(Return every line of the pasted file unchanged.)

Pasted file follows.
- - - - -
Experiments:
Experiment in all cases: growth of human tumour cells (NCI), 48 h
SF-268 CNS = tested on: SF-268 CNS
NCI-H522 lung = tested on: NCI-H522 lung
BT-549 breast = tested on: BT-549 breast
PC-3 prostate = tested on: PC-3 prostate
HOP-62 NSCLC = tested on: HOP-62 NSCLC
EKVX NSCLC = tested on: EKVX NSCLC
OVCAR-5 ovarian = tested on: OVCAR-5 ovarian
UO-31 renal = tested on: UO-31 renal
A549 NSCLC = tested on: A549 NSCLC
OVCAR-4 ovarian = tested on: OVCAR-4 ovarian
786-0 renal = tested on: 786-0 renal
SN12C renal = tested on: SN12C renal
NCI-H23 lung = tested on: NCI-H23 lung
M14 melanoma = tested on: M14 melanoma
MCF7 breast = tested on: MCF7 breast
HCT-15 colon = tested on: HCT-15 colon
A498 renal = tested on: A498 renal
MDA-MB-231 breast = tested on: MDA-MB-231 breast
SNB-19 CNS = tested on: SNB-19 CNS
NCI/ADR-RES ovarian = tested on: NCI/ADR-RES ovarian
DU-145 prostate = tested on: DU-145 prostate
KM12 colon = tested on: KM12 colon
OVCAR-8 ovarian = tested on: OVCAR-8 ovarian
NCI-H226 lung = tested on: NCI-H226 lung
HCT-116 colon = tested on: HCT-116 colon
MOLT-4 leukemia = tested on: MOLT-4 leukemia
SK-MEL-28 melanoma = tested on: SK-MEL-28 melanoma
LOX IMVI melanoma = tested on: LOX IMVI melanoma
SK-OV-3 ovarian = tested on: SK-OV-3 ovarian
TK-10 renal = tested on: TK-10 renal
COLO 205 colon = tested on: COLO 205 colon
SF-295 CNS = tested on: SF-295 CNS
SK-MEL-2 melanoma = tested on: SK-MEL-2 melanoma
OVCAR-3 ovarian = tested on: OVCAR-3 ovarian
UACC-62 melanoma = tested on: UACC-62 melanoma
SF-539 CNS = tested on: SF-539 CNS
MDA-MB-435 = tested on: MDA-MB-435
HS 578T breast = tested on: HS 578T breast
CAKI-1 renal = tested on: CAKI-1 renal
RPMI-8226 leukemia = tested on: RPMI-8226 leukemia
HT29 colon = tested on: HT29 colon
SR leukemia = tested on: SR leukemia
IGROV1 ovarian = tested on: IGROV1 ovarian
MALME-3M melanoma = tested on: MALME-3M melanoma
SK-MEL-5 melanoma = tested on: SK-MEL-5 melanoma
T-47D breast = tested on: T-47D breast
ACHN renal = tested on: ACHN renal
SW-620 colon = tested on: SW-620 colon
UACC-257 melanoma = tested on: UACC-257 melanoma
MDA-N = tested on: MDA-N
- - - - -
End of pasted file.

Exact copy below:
Experiments:
Experiment in all cases: growth of human tumour cells (NCI), 48 h
SF-268 CNS = tested on: SF-268 CNS
NCI-H522 lung = tested on: NCI-H522 lung
BT-549 breast = tested on: BT-549 breast
PC-3 prostate = tested on: PC-3 prostate
HOP-62 NSCLC = tested on: HOP-62 NSCLC
EKVX NSCLC = tested on: EKVX NSCLC
OVCAR-5 ovarian = tested on: OVCAR-5 ovarian
UO-31 renal = tested on: UO-31 renal
A549 NSCLC = tested on: A549 NSCLC
OVCAR-4 ovarian = tested on: OVCAR-4 ovarian
786-0 renal = tested on: 786-0 renal
SN12C renal = tested on: SN12C renal
NCI-H23 lung = tested on: NCI-H23 lung
M14 melanoma = tested on: M14 melanoma
MCF7 breast = tested on: MCF7 breast
HCT-15 colon = tested on: HCT-15 colon
A498 renal = tested on: A498 renal
MDA-MB-231 breast = tested on: MDA-MB-231 breast
SNB-19 CNS = tested on: SNB-19 CNS
NCI/ADR-RES ovarian = tested on: NCI/ADR-RES ovarian
DU-145 prostate = tested on: DU-145 prostate
KM12 colon = tested on: KM12 colon
OVCAR-8 ovarian = tested on: OVCAR-8 ovarian
NCI-H226 lung = tested on: NCI-H226 lung
HCT-116 colon = tested on: HCT-116 colon
MOLT-4 leukemia = tested on: MOLT-4 leukemia
SK-MEL-28 melanoma = tested on: SK-MEL-28 melanoma
LOX IMVI melanoma = tested on: LOX IMVI melanoma
SK-OV-3 ovarian = tested on: SK-OV-3 ovarian
TK-10 renal = tested on: TK-10 renal
COLO 205 colon = tested on: COLO 205 colon
SF-295 CNS = tested on: SF-295 CNS
SK-MEL-2 melanoma = tested on: SK-MEL-2 melanoma
OVCAR-3 ovarian = tested on: OVCAR-3 ovarian
UACC-62 melanoma = tested on: UACC-62 melanoma
SF-539 CNS = tested on: SF-539 CNS
MDA-MB-435 = tested on: MDA-MB-435
HS 578T breast = tested on: HS 578T breast
CAKI-1 renal = tested on: CAKI-1 renal
RPMI-8226 leukemia = tested on: RPMI-8226 leukemia
HT29 colon = tested on: HT29 colon
SR leukemia = tested on: SR leukemia
IGROV1 ovarian = tested on: IGROV1 ovarian
MALME-3M melanoma = tested on: MALME-3M melanoma
SK-MEL-5 melanoma = tested on: SK-MEL-5 melanoma
T-47D breast = tested on: T-47D breast
ACHN renal = tested on: ACHN renal
SW-620 colon = tested on: SW-620 colon
UACC-257 melanoma = tested on: UACC-257 melanoma
MDA-N = tested on: MDA-N